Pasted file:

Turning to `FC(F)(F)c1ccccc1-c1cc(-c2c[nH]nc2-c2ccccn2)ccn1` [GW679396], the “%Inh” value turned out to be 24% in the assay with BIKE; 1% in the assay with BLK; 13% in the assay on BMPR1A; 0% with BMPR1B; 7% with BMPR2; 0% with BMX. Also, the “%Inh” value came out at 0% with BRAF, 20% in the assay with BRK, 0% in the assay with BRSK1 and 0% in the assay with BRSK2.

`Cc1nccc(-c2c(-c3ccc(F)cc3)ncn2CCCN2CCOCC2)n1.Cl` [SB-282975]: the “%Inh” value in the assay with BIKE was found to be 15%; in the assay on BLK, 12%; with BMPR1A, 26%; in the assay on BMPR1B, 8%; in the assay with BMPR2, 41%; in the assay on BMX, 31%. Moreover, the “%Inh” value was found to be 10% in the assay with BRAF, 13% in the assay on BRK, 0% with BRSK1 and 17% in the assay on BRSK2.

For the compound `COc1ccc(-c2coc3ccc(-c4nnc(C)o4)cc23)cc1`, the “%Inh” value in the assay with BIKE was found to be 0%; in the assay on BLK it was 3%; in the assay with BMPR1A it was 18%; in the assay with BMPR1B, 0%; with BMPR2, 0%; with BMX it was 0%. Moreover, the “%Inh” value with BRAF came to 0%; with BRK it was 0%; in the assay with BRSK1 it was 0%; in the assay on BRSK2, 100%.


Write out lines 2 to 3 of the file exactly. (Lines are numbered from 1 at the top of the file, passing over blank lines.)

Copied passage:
`Cc1nccc(-c2c(-c3ccc(F)cc3)ncn2CCCN2CCOCC2)n1.Cl` [SB-282975]: the “%Inh” value in the assay with BIKE was found to be 15%; in the assay on BLK, 12%; with BMPR1A, 26%; in the assay on BMPR1B, 8%; in the assay with BMPR2, 41%; in the assay on BMX, 31%. Moreover, the “%Inh” value was found to be 10% in the assay with BRAF, 13% in the assay on BRK, 0% with BRSK1 and 17% in the assay on BRSK2.

For the compound `COc1ccc(-c2coc3ccc(-c4nnc(C)o4)cc23)cc1`, the “%Inh” value in the assay with BIKE was found to be 0%; in the assay on BLK it was 3%; in the assay with BMPR1A it was 18%; in the assay with BMPR1B, 0%; with BMPR2, 0%; with BMX it was 0%. Moreover, the “%Inh” value with BRAF came to 0%; with BRK it was 0%; in the assay with BRSK1 it was 0%; in the assay on BRSK2, 100%.